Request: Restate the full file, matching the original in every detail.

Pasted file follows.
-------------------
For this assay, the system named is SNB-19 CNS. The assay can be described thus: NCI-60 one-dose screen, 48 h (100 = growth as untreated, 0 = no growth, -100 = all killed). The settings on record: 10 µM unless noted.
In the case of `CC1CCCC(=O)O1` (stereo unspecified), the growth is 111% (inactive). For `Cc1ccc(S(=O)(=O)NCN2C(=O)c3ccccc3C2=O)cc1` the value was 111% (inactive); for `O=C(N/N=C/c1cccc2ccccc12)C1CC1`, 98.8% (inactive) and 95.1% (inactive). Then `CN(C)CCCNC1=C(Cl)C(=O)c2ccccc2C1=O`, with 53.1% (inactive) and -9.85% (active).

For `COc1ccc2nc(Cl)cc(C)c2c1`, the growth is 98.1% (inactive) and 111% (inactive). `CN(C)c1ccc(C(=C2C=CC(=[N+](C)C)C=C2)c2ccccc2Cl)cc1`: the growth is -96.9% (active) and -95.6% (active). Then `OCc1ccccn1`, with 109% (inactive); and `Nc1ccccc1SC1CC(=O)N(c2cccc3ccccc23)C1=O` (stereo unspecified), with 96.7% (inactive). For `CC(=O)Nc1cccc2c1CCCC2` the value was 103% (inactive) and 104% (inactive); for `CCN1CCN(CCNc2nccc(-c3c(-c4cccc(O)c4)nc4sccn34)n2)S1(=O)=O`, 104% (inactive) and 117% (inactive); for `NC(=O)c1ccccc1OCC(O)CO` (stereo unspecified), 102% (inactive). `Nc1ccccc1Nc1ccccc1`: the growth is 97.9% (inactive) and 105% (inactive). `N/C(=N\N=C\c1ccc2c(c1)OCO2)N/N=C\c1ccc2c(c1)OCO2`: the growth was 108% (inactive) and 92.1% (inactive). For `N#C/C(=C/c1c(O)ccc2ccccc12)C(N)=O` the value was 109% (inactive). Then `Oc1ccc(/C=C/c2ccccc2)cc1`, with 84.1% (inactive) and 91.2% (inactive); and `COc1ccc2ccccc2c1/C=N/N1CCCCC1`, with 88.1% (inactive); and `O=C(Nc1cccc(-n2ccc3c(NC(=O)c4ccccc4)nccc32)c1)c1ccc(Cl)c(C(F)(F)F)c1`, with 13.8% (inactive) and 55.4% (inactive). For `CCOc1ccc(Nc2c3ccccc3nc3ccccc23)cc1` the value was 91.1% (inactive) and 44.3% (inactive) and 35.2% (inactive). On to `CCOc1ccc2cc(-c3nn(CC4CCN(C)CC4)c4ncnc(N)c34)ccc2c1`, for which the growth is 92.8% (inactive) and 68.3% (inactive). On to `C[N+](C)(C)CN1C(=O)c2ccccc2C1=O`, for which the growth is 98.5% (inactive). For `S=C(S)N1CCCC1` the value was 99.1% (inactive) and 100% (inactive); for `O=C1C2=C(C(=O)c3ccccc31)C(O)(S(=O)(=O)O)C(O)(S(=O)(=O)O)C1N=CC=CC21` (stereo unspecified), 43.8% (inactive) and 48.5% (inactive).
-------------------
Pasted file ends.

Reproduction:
For this assay, the system named is SNB-19 CNS. The assay can be described thus: NCI-60 one-dose screen, 48 h (100 = growth as untreated, 0 = no growth, -100 = all killed). The settings on record: 10 µM unless noted.
In the case of `CC1CCCC(=O)O1` (stereo unspecified), the growth is 111% (inactive). For `Cc1ccc(S(=O)(=O)NCN2C(=O)c3ccccc3C2=O)cc1` the value was 111% (inactive); for `O=C(N/N=C/c1cccc2ccccc12)C1CC1`, 98.8% (inactive) and 95.1% (inactive). Then `CN(C)CCCNC1=C(Cl)C(=O)c2ccccc2C1=O`, with 53.1% (inactive) and -9.85% (active).

For `COc1ccc2nc(Cl)cc(C)c2c1`, the growth is 98.1% (inactive) and 111% (inactive). `CN(C)c1ccc(C(=C2C=CC(=[N+](C)C)C=C2)c2ccccc2Cl)cc1`: the growth is -96.9% (active) and -95.6% (active). Then `OCc1ccccn1`, with 109% (inactive); and `Nc1ccccc1SC1CC(=O)N(c2cccc3ccccc23)C1=O` (stereo unspecified), with 96.7% (inactive). For `CC(=O)Nc1cccc2c1CCCC2` the value was 103% (inactive) and 104% (inactive); for `CCN1CCN(CCNc2nccc(-c3c(-c4cccc(O)c4)nc4sccn34)n2)S1(=O)=O`, 104% (inactive) and 117% (inactive); for `NC(=O)c1ccccc1OCC(O)CO` (stereo unspecified), 102% (inactive). `Nc1ccccc1Nc1ccccc1`: the growth is 97.9% (inactive) and 105% (inactive). `N/C(=N\N=C\c1ccc2c(c1)OCO2)N/N=C\c1ccc2c(c1)OCO2`: the growth was 108% (inactive) and 92.1% (inactive). For `N#C/C(=C/c1c(O)ccc2ccccc12)C(N)=O` the value was 109% (inactive). Then `Oc1ccc(/C=C/c2ccccc2)cc1`, with 84.1% (inactive) and 91.2% (inactive); and `COc1ccc2ccccc2c1/C=N/N1CCCCC1`, with 88.1% (inactive); and `O=C(Nc1cccc(-n2ccc3c(NC(=O)c4ccccc4)nccc32)c1)c1ccc(Cl)c(C(F)(F)F)c1`, with 13.8% (inactive) and 55.4% (inactive). For `CCOc1ccc(Nc2c3ccccc3nc3ccccc23)cc1` the value was 91.1% (inactive) and 44.3% (inactive) and 35.2% (inactive). On to `CCOc1ccc2cc(-c3nn(CC4CCN(C)CC4)c4ncnc(N)c34)ccc2c1`, for which the growth is 92.8% (inactive) and 68.3% (inactive). On to `C[N+](C)(C)CN1C(=O)c2ccccc2C1=O`, for which the growth is 98.5% (inactive). For `S=C(S)N1CCCC1` the value was 99.1% (inactive) and 100% (inactive); for `O=C1C2=C(C(=O)c3ccccc31)C(O)(S(=O)(=O)O)C(O)(S(=O)(=O)O)C1N=CC=CC21` (stereo unspecified), 43.8% (inactive) and 48.5% (inactive).